Things are going very slow as Canada Post strikes continue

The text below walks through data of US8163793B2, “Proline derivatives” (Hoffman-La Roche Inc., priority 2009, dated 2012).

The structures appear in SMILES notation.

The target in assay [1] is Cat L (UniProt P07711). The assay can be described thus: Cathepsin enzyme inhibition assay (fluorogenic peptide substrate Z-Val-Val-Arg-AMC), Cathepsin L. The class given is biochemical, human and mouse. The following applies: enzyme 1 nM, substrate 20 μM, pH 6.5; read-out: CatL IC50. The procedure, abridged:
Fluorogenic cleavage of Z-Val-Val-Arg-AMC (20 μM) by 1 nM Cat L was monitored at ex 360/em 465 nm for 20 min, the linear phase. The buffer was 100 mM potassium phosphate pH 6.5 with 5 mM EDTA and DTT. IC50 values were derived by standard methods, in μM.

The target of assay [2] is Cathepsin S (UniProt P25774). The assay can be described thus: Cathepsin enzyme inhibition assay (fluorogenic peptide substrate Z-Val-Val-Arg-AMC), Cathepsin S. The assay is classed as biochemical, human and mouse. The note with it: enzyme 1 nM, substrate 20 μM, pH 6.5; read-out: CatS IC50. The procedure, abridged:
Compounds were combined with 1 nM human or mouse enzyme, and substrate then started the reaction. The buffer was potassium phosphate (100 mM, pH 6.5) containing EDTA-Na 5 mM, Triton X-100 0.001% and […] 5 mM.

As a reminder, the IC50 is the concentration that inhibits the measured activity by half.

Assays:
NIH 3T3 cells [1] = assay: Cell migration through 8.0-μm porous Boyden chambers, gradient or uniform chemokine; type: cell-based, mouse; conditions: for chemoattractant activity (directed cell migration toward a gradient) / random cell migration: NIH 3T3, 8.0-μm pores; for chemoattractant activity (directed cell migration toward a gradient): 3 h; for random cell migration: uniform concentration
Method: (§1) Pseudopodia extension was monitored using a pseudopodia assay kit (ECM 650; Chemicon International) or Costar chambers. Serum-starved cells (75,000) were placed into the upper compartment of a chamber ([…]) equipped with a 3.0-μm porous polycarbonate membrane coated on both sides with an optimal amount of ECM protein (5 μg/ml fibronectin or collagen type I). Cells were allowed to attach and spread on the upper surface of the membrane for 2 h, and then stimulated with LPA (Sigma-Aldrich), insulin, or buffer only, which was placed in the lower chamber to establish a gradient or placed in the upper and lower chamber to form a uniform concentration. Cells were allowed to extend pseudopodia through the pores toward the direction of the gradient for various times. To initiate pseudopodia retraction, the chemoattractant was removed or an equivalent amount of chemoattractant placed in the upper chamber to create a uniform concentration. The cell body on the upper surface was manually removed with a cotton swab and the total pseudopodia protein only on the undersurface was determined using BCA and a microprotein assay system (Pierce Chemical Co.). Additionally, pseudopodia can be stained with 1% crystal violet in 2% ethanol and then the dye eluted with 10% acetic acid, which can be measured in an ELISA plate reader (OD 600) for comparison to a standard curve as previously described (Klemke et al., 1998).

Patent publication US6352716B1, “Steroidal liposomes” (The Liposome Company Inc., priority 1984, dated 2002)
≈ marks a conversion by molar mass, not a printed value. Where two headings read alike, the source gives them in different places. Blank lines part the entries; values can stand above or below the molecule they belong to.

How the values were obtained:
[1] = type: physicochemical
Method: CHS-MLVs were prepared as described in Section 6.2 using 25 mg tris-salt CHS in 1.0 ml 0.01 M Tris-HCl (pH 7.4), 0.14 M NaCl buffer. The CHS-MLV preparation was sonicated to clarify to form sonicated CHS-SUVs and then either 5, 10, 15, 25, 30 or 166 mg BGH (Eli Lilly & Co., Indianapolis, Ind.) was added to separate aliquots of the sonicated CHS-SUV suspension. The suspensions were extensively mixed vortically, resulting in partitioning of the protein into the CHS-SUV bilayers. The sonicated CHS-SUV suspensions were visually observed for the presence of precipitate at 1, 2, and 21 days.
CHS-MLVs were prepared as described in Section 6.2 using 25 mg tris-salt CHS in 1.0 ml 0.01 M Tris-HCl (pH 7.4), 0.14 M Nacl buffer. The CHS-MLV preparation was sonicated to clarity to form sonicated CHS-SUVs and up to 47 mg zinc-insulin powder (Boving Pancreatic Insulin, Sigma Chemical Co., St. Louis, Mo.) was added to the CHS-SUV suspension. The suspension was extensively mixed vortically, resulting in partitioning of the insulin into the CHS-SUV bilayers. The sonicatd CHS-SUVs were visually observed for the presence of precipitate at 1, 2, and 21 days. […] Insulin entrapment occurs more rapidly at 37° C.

first_imgCALGARY (660 NEWS) — Negotiations continue to inch along between Canada Post and the union representing its employees.The latest round of rolling strikes hit several communities in British Columbia on Monday, after previously stopping mail delivery in Calgary on October 25.This is despite the federal government appointed a special mediator to assist with the talks.“Things are going very slow, we haven’t made much progress,” said Gord Fischer, National Director for the Prairie Region of the Canadian Union of Postal Workers.Fischer thinks the mediator is doing the best job possible but blames some of the hold-up on the crown corporation.“Canada Post’s attitude in terms of dealing with (CUPW) is that they seem to be unmoving, they seem to be stubborn. This corporation is a bit of a dinosaur; it needs to move ahead, and it needs to start dealing with its worker issues.”Namely on that list of issues is health and safety, with the union saying work is precarious, dangerous and slow.“A lot of that goes with overburdening in terms of people being required to do more work than can be reasonably expected and work more hours in a day than can be expected,” said Fischer.The union is also not budging on its bread and butter: delivering traditional lettermail, even though lettermail deliveries have fallen sharply in the last few years while parcel deliveries skyrocket.“Many people still use it,” added Fischer. “They use it for a number of purposes, whether that’s businesses for billings and it’s also for people that mail each other still, believe it or not — greeting cards, that sort of thing.”But Ian Lee, an Associate Professor with the Sprott School of Business at Carleton University believes Canada Post needs to modernize into an e-commerce firm and put most of its focus on parcels. He said one issue with lettermail is the majority of people who still receive it are getting older. Lee added another problem with CUPW’s argument is the complaint about workload.“Right now, they’re waving their arms at 50,000 feet saying unfair workload, workload. And yet, you don’t hear these complaints from any other courier companies, so then the question is what are they doing differently?”Fischer said the rolling strikes would continue to be their primary strategy as the negotiations progress, but the locations where they will happen are kept a secret “because we like to catch Canada Post unprepared if we can.”But in the meantime, Fischer is still very optimistic a deal can be done, and the disruptions can stop soon.“We’d like to get back to work and get mail service back to normal for the Canadian people, and so we’re hoping that either the government or Canada Post get to the bargaining table and reach a deal quickly.”last_img

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